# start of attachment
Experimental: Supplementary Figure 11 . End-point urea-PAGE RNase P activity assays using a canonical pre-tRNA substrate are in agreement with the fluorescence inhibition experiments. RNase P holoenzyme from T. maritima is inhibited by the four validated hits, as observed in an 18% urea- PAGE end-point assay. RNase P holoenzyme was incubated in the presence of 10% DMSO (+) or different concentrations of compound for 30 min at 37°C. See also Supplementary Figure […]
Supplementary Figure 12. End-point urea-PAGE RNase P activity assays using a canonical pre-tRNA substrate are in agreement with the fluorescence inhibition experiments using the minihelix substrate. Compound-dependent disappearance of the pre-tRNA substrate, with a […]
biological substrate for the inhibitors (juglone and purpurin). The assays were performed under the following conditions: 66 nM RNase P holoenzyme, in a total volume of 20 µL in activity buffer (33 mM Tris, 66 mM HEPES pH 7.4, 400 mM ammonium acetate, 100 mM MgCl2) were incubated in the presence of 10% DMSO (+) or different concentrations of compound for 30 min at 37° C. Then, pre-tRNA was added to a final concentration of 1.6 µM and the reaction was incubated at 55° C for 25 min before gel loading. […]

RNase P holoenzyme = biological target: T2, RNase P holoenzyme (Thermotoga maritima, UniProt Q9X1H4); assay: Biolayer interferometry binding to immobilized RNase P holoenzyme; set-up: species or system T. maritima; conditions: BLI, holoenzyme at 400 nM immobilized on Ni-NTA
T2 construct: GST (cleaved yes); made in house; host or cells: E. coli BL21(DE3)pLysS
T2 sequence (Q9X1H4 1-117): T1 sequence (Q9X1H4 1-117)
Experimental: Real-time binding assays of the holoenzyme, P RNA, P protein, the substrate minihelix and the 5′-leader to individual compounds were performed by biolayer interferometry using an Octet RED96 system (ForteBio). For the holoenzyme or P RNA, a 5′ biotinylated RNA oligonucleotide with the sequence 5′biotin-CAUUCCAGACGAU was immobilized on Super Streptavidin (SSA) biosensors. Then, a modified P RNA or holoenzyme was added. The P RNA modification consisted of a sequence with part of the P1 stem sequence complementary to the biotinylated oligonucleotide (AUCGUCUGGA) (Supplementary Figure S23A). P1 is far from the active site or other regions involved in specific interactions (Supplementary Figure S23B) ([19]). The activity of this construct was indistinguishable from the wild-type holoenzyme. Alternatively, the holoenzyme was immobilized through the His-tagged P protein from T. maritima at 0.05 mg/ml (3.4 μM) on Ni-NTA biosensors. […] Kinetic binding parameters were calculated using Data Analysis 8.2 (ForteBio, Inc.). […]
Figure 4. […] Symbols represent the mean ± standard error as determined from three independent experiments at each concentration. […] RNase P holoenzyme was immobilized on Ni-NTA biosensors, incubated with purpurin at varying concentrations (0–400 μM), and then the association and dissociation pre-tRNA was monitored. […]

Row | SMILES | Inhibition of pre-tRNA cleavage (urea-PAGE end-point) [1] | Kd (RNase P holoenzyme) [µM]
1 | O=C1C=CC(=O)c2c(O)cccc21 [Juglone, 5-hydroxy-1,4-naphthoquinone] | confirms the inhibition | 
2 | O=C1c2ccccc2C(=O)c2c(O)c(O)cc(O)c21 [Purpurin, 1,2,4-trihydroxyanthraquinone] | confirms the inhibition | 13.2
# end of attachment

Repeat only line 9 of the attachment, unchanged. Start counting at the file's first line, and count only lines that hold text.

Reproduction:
Row | SMILES | Inhibition of pre-tRNA cleavage (urea-PAGE end-point) [1] | Kd (RNase P holoenzyme) [µM]